The Irish troops holding Unterglau for the Franc0-Bavarians simply stood and took whatever was thrown at them.

After some very hard fighting it was clear that the Franco/Bavarians had held their line.

So, the result of the weekend was: Grand Alliance vs Franco-Bavarians 1-1.  Team A vs Team B 2-0

At the end of the weekend Steve Thompson was declared the winner of the “most gentlemanly wargamer” award.  He gets his name engraved on the glass trophy jar, free entry to next year’s game and a miniature diorama of the period to keep.  Well deserved, as throughout the weekend he not only commanded his own brigades but was always available to explain the rules to all who needed help.

Next year we will probably return to the American Civil War.

In the past few days I have added from eBay to my collection of ASL game boards.

I do not play Squad Leader because it is far too complex for my taste, but I do use the geomorphic game boards for my home-grown games.

The photo shows a Napoleonic battle in progress. Each infantry block represents a close order company of 60 men in two ranks or 90 men in three ranks. “Dotted” infantry are skirmishers, representing 30 light infantry. A French light Infantry battalion can be seen advancing through the woods on their right flank in skirmish order.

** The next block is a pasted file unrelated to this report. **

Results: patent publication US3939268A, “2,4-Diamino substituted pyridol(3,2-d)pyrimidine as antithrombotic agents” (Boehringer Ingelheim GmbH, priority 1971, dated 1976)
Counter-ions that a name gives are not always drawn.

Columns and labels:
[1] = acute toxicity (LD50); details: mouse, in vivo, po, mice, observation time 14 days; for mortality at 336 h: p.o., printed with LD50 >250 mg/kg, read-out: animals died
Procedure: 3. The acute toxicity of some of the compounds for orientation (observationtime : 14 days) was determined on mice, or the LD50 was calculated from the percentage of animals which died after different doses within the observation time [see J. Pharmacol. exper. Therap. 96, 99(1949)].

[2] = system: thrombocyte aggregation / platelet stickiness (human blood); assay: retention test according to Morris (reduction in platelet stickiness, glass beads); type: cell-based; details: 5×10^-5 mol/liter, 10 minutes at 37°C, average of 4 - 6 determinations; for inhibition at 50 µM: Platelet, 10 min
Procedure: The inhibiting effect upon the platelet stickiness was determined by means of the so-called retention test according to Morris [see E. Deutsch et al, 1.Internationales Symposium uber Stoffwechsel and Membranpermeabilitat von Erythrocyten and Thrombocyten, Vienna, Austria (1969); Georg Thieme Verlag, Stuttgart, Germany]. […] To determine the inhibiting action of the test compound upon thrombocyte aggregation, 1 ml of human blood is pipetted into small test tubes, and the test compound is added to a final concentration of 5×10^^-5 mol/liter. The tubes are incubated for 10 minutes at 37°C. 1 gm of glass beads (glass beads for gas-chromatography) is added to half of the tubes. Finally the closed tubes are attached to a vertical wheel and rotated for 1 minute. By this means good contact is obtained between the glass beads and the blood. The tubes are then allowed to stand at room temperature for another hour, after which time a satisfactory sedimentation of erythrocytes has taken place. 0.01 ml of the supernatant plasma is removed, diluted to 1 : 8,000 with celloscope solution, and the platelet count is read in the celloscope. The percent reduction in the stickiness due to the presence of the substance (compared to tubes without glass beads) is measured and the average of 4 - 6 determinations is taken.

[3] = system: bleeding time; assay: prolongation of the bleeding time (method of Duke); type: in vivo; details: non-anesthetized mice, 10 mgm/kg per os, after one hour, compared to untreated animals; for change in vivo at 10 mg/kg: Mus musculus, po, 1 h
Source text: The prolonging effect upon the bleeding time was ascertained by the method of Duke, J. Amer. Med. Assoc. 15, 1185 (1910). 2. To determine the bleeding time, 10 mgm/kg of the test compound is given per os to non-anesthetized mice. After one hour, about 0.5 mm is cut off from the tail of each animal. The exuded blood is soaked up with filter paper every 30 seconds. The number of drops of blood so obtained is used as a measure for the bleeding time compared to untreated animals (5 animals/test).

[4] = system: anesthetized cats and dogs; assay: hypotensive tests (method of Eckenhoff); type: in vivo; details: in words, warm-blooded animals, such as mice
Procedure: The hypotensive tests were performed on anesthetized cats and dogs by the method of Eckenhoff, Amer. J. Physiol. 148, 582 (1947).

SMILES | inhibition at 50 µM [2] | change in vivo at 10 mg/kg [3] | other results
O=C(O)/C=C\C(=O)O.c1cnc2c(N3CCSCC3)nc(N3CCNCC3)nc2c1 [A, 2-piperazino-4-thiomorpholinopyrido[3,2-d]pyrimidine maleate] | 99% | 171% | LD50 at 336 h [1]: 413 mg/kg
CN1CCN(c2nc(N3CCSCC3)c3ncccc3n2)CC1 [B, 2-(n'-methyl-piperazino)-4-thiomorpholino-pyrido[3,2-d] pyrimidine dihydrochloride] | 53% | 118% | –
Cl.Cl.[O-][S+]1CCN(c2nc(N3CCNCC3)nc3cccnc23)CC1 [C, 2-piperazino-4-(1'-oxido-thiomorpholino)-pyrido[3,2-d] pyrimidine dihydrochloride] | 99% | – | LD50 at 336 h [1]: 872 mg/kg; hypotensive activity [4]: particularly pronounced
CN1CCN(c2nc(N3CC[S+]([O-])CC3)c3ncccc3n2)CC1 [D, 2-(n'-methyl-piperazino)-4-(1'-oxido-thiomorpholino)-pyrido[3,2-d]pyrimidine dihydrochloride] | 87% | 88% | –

For cavalry a block represents three ranks of 10 men and artillery blocks each represent a gun and crew.

For these games I halve the Squad Leader claimed ground scale so that each hexagon is 20 yards across (could also be 20 paces or 20 metres according to period).

The plastic blocks are sourced from “Plastics for Games” with labels created in Excel.

I aim to eventually own the entire collection of ASL boards. My stock of boards is currently:

When I set up a game I take the stack of boards and roll three dice to select which three boards from the stack I will use. A further die roll decides the orientation of each board.

As I go through the stack to select the boards for play, boards that are not chosen go to the bottom of the pile, thus further randomising future selections.